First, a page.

GPT Labs

Interfaces built on natural language.

  __  ______  ____ _    UPG CLI
 / / / / __ \/ __ `/    Public Beta
/ /_/ / /_/ / /_/ /     
\__,_/ .___/\__, /      🇺🇸  Built by GPT Labs
    /_/    /____/       Now officially a CIA front company!
                        (c) 2022 MIT License

This is an initial public release. It will be ugly. Please send feedback to @gptlabs on Twitter.

What is UPG?

UPG is a tool for creating and editing programs given a target (language) and a description.

You can put anything you want in those fields, but some targets are supported out of the box for execution (TypeScript using tsmodule, Python using python3, and OS-specific shell commands zsh, bash, and cmd). You can still execute non-supported targets by telling the CLI what command to run to execute the output file.


Using Yarn:

yarn global add @gptlabs/upg

Using NPM:

npm i -g @gptlabs/upg

After installing, you can update with upg update.



To create a new program, run upg. You will be prompted to enter a language and a description of what the program will do.


When you have a program loaded, either by creating a new one or using upg load <file>, you can edit it by describing the changes that need to be made.


When you have a program loaded, you can ask UPG to explain it using the Explain command. We attempt to generate the most useful, detailed explanation possible.

Example: Terminal

By default, the language is set to an OS-specific shell: zsh for Mac, bash for Linux, and cmd for Windows.

Converting files with ffmpeg

  1. Generating ffmpeg spaghetti to convert all .mov files in the current directory to .mp4:

  2. Converting screen recordings of these demos to .gif for use in this README:

Example: Other programs

You can generate programs for any language.

Plotting the Mandelbrot set with Python

An oldie but a goodie.

Generating and demonstrating the Y combinator function

Also adds a demo, and executes using TS Module¹.

¹ Similar to ts-node, but won't throw on account of type errors. You'll need to install @tsmodule/tsmodule for now to run TS.

Solving nontrivial problems using an edit loop

UPG did not generate a solution to the minimum edit distance problem immediately. It initially contained errors and would not run.

First, errors were fixed using Edit to tell it: fix errors: [pasted errors]. If you are able to identify the error logically and say it conversationally rather than paste an error, that is better. (The person who generated this solution was flying completely blind, could not solve this problem if they wanted to, and had never written C.)

Then, failed cases were fixed using the following Edit pattern: functionName(input) should equal A, got B. This was sufficient through trial and error to fix the output for certain cases, until it passed for all tests.

Finally, once it converged on a working solution, it was asked to optimize performance using the Edit command: refactor: make it faster. (For some reason, that spell works very well for performance optimization.)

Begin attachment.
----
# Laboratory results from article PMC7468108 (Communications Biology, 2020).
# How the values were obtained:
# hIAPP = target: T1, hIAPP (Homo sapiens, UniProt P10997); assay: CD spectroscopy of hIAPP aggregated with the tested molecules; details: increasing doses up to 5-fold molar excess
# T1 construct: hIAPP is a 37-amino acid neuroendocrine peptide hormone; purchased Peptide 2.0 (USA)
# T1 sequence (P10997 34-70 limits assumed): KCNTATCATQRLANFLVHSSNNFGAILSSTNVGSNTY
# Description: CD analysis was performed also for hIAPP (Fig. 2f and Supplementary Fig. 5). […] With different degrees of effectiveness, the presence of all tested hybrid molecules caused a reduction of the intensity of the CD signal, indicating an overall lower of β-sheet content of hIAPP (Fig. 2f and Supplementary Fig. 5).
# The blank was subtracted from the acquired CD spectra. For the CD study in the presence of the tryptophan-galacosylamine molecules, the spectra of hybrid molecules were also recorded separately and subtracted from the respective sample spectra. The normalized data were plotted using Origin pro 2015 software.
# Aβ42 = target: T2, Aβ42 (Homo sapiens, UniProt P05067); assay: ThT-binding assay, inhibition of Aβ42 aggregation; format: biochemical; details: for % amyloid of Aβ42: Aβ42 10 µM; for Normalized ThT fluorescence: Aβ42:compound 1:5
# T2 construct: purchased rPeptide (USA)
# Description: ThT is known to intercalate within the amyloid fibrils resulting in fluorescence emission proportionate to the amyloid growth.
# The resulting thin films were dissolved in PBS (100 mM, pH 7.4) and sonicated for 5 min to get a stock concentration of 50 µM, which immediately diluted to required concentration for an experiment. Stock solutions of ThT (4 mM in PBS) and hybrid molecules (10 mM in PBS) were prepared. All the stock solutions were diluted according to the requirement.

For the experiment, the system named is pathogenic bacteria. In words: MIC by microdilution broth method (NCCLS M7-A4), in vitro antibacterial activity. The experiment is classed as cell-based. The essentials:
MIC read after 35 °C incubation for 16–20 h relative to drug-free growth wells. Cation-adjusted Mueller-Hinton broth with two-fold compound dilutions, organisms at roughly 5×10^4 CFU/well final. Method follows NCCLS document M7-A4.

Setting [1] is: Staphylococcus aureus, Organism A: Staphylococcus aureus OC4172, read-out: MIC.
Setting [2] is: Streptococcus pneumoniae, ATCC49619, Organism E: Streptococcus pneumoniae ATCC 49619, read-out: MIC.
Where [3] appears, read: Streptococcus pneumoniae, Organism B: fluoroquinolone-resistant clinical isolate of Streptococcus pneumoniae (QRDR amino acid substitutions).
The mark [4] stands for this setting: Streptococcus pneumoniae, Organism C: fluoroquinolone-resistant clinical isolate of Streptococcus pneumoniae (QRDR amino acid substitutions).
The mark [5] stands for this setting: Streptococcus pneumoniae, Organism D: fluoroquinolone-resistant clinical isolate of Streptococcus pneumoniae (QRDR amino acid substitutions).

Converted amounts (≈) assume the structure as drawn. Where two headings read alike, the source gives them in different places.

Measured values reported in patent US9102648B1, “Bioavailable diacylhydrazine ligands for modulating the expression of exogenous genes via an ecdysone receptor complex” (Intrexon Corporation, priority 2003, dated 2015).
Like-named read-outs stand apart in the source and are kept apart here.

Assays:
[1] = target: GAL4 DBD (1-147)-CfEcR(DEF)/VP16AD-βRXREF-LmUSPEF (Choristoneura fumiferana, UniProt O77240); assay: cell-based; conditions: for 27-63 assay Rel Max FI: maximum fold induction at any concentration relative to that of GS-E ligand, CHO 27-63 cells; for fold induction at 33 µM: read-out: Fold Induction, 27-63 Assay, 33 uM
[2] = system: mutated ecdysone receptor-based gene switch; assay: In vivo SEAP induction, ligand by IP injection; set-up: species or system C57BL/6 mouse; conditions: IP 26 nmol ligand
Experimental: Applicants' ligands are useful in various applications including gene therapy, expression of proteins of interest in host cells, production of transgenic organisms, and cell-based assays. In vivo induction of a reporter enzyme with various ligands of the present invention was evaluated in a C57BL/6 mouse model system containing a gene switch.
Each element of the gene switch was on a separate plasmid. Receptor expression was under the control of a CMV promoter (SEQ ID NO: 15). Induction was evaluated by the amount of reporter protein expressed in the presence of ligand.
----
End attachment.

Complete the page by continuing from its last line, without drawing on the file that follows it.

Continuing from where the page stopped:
Converting to other languages

You can translate programs to other languages using the edit feature. The language context will not automatically change yet - in the meantime, use Save to write to and then upg load to run it as Python.

Translating from TypeScript to Python

Translates the Y combinator output above.

Translating comments

UPG can translate comments and languages extremely reliably, for basically any language you could name. It speaks English, Chinese, and Japanese very fluently. See examples below for even harder language targets.

Difficulty: EASY

Translates the comments in the generated minimum edit distance solution to English.

Difficulty: HARD

Translates the comments in the same solution to Latin.

Something interesting actually happens in this translation, where GPT-3 chooses a Romanian (Latin-descended) word inițializare over the most likely best choice initiāre ("to begin", "to initiate"), due to it looking closer to English initialize. But it remains a reliable transation more or less.

Difficulty: SUICIDE

Translates the comments in the same solution to Māori, an Eastern Polynesian language with approximately 180,000 native speakers.

It seems to drop the macrons (e.g. ā) due to code comments almost always being ASCII only.

Example: Explanations

Use the Explain command after loading a program to generate a detailed explanation of what it does.

Explaining the UPG-generated solution to the minimum edit distance problem

The following explanation was generated:

The program is a solution to the Levenshtein Distance problem, which is the minimum number of edits (insertions, deletions, or substitutions) needed to transform one string into another. The program uses a dynamic programming approach to solving the problem.

Known issues

  1. It is not possible yet to switch the language context for a translation, i.e. the CLI cannot know the above example was translated to Python, and if you select Run, it will attempt to execute it as TS.

    This will be solved in future versions, but for now, use Copy or Save to get it out of the CLI and execute it manually, or load it with upg load [new-file] and then Run.

    See the Convert to other languages section above.